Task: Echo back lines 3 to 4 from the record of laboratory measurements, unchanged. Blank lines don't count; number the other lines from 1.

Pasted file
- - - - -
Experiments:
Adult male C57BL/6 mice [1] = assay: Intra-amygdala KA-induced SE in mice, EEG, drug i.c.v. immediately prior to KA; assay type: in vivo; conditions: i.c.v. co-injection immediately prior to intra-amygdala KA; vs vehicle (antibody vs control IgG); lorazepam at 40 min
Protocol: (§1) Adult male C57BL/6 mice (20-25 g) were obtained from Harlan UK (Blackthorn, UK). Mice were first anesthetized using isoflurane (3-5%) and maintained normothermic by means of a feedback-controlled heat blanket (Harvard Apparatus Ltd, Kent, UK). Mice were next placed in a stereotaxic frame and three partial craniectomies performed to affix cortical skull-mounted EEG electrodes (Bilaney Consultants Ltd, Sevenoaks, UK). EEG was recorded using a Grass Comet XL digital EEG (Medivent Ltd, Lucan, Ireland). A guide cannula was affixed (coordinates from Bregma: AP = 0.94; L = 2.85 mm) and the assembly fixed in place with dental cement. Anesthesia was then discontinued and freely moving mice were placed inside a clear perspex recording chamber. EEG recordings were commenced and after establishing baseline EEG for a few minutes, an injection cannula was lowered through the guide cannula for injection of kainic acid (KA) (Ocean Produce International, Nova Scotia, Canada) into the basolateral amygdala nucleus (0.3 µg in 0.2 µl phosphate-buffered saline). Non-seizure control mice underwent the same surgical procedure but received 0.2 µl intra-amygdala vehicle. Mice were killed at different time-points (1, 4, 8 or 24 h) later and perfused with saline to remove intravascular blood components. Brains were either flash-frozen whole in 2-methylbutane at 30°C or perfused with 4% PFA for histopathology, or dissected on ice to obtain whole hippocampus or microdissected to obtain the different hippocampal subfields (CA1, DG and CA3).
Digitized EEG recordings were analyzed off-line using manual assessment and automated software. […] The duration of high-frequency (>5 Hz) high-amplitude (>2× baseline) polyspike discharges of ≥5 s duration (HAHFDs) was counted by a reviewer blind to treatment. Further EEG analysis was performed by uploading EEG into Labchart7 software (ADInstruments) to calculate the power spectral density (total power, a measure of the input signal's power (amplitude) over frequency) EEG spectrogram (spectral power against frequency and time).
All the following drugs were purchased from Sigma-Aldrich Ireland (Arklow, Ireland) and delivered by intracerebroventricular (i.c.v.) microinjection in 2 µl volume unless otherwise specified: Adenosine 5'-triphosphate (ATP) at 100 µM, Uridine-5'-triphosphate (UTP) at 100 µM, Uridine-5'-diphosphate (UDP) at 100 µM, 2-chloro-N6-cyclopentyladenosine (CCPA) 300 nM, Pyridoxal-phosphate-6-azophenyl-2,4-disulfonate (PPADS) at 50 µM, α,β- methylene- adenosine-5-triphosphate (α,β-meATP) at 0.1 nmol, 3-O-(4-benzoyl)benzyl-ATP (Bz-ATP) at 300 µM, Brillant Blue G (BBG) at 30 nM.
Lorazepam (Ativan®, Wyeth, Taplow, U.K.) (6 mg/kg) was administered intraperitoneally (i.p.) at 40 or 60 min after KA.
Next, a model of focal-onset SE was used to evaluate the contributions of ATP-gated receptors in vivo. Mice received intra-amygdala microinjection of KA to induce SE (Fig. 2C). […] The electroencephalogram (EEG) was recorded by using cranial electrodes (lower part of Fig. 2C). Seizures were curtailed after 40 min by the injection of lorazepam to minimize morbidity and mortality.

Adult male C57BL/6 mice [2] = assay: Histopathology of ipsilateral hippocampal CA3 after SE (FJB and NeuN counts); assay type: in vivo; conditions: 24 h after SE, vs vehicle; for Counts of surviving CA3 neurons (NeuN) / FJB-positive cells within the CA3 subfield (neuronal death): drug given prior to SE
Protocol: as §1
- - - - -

Protocol: (§1) Adult male C57BL/6 mice (20-25 g) were obtained from Harlan UK (Blackthorn, UK). Mice were first anesthetized using isoflurane (3-5%) and maintained normothermic by means of a feedback-controlled heat blanket (Harvard Apparatus Ltd, Kent, UK). Mice were next placed in a stereotaxic frame and three partial craniectomies performed to affix cortical skull-mounted EEG electrodes (Bilaney Consultants Ltd, Sevenoaks, UK). EEG was recorded using a Grass Comet XL digital EEG (Medivent Ltd, Lucan, Ireland). A guide cannula was affixed (coordinates from Bregma: AP = 0.94; L = 2.85 mm) and the assembly fixed in place with dental cement. Anesthesia was then discontinued and freely moving mice were placed inside a clear perspex recording chamber. EEG recordings were commenced and after establishing baseline EEG for a few minutes, an injection cannula was lowered through the guide cannula for injection of kainic acid (KA) (Ocean Produce International, Nova Scotia, Canada) into the basolateral amygdala nucleus (0.3 µg in 0.2 µl phosphate-buffered saline). Non-seizure control mice underwent the same surgical procedure but received 0.2 µl intra-amygdala vehicle. Mice were killed at different time-points (1, 4, 8 or 24 h) later and perfused with saline to remove intravascular blood components. Brains were either flash-frozen whole in 2-methylbutane at 30°C or perfused with 4% PFA for histopathology, or dissected on ice to obtain whole hippocampus or microdissected to obtain the different hippocampal subfields (CA1, DG and CA3).
Digitized EEG recordings were analyzed off-line using manual assessment and automated software. […] The duration of high-frequency (>5 Hz) high-amplitude (>2× baseline) polyspike discharges of ≥5 s duration (HAHFDs) was counted by a reviewer blind to treatment. Further EEG analysis was performed by uploading EEG into Labchart7 software (ADInstruments) to calculate the power spectral density (total power, a measure of the input signal's power (amplitude) over frequency) EEG spectrogram (spectral power against frequency and time).